PLATTSBURGH — Scope the Trans-Pacific Strategic Economic Partnership by sifting through the Intellectual Property Chapter released last December by Wiki leaks — or cut to the chaff with Mary Alice Shemo.
“What you don’t know will hurt you, in this case drastically,” said Shemo, a Plattsburgh community activist who led a recent rally protesting TPP, which is viewed in some quarters as North American Free Trade Agreement (NAFTA) on steroids.
TPP is a colossal trade deal between the United States, Canada, Japan, Vietnam, Brunei, Singapore, Malaysia, Australia, New Zealand, Chile, Peru and Mexico. And more can join the treaty party.
“The Trans-Pacific Partnership, or TPP, has been negotiated in the strictest secrecy since 2008,” Shemo said. “That, in itself, is worrisome. There’s no need for so much secrecy if a trade deal is on the up and up.
“In fact, former United States trade representative Ron Kirk defended the secrecy, saying that if people knew what is in it, they’d object so much that it would never be signed.
“The trade office is negotiating on behalf of the corporations, not the American people,” Shemo said. “It is narrowly focused on maximization of profits for mega-corporations, whose representatives are the only ones that have had input into the text.”
Shemo said TPP masquerades as a free-trade agreement but only five of the treaty’s 29 chapters focus on trade.
“The only thing free about it is the freedom for multi-national corporations to operate just as they please, without restraint, oversight or accountability,” she said.
“The rest is based on the toxic concept of ‘non-tariff barriers to trade,’ meaning anything that corporations even think might interfere with ‘expected future profits,’” Shemo said.
“Food and product-safety laws, clean-air and -water regulations, worker protection and more all come under that rubric.
“Free trade only works if there’s vigorous competition, yet for 50 years corporations have been deliberately destroying competition. The invisible hand which supposedly corrects imbalances has been amputated.”
SENATOR PRESSES ACCESS
U.S. Senator Elizabeth Warren (D-Mass.) has called for transparency in TPP’s trade negotiations. In a June 2013 floor speech, she opposed the nomination of Michael Froman for U.S. trade representative.
“For months, the trade representative who negotiates on our behalf has been unwilling to provide any public access to the composite bracketed text relating to the negotiations,” Warren said. “The composite bracketed text includes proposed language from the United States and also other countries, and it serves as the focal point for negotiations.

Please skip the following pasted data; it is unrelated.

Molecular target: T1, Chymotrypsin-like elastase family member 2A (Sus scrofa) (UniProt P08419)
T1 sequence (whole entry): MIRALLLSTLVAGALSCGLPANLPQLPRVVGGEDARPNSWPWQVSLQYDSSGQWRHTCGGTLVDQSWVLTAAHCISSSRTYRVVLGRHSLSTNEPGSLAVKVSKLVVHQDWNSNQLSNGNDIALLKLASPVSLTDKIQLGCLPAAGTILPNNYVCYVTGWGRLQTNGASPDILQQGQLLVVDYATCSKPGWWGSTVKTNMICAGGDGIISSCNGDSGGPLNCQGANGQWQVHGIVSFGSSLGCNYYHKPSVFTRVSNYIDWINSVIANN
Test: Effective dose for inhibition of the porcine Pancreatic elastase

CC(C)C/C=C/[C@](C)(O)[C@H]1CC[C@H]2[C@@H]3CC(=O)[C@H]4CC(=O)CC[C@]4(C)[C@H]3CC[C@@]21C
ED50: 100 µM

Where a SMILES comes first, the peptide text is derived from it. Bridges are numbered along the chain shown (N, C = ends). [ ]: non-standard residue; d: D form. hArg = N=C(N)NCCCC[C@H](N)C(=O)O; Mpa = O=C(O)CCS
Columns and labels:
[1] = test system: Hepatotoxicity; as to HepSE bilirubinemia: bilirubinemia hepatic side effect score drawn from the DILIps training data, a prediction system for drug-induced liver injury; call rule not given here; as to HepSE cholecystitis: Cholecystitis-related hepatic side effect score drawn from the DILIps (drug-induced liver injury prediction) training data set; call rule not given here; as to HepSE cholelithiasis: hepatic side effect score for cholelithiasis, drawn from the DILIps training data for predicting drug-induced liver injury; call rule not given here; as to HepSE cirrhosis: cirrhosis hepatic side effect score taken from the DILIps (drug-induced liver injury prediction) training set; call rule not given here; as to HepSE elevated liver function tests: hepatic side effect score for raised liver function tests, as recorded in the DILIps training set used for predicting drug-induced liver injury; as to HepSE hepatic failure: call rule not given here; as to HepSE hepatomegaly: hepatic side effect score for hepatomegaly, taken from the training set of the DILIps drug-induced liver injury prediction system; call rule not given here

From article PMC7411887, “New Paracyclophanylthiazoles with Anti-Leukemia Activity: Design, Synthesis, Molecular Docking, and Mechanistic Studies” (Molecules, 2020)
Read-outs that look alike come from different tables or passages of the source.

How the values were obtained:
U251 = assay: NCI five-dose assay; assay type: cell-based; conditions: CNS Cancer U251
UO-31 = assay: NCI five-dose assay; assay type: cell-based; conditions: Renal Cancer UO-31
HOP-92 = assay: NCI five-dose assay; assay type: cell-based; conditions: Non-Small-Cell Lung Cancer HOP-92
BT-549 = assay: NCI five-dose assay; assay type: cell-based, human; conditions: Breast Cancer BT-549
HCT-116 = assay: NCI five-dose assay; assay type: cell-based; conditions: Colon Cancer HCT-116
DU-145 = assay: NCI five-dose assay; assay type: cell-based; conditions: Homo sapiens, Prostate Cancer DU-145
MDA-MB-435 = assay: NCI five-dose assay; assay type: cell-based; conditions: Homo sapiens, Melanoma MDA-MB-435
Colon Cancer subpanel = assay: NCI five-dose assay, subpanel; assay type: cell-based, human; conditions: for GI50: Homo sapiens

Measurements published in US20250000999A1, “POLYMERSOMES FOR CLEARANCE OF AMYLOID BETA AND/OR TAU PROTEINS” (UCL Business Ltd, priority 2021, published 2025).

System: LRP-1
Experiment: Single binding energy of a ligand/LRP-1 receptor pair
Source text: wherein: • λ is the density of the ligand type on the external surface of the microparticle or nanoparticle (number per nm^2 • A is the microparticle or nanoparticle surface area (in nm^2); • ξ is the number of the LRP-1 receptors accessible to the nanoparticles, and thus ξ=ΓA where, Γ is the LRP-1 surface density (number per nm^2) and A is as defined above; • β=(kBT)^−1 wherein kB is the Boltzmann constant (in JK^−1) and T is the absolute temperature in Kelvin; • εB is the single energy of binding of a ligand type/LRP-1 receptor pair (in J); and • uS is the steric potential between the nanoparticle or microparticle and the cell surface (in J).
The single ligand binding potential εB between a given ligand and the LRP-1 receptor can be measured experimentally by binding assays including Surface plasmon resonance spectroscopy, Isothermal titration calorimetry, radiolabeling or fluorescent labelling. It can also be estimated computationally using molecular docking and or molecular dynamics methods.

“The trade representative has allowed members of Congress to access the text, and I appreciate that. But that is no substitute for public transparency.”
The protections that the last three generations struggled for could be overturned at the stroke of a pen, in Shemo’s estimation.
“A system of trade tribunals already created by the WTO (Word Trade Organization) and NAFTA would be strengthened,” Shemo said. “It’s called investor-state dispute resolution, which sounds harmless, even friendly … Uh-uh. Cases are heard by three judges who rotate from their regular jobs as corporate lawyers. As you might imagine, judgments don’t tend to come down against corporations.
“Already countries have had to pay corporations some half-billion dollars in judgments. Another $14 billion are waiting to be heard.
“Yes, corporations get to sue countries over those ‘barriers to trade’ already mentioned. The effect is to discourage governments at all levels, down to local, from doing anything to protect their people against corporate rapacity.
“Allowing TPP to become a reality would be like putting a crocodile in the town swimming pool. Very discouraging.”
Shemo cites the American Small Business Institute, which stated small and new businesses would be greatly impacted.
“Only big, well-established corporations would benefit,” she said. “For example, fossil fuels are big and well-established while alternative energy has barely gained a foothold. Yet coping with climate change requires using more alternatives and less fossil fuels.”
TPP’s Pacific-rimmed fingers would reach inside the bottles of your antibiotic, Shemo says.
“Medicine would become more expensive because Big Pharma would be able to extend the patents on their brand-name drugs almost indefinitely, for a variety of reasons.
“Generics would be long delayed in appearing. Internet use and freedom would be severely curtailed.”
TPP talks are slated to resume this month. If NAFTA was a wash, TTP is a super tsunami in Shemo’s eyes.
“Maximization of profit is already giving us resource depletion and climate change,” she said. “It gave us the economic crash of 2008. It already claims to be the most important thing, but TPP would make it the only important thing. We cannot allow it to be foisted upon us.”
Shemo encourages people to check out online TPP resources to get informed and get active.
“Other bad-trade agreements have been defeated,” Shemo said. “Once people began to see how harmful these so-called ‘free trade’ agreements were, they began to fight back.
“It won’t be easy,” she said. “It won’t be quick. It will take a lot of determination, a lot of persistence, a lot of hard work and most of all, a lot of us, but it can be done.”
Email Robin Caudell:email@example.com
ON THE WEB
www.ustr.gov/tpp www.wikikleaks/tpp/ www.flushthetpp.org www.citizenstrade.org/cwww www.Exposethetpp.org www.sierraclub.org/trade www.EyesOnTrade.org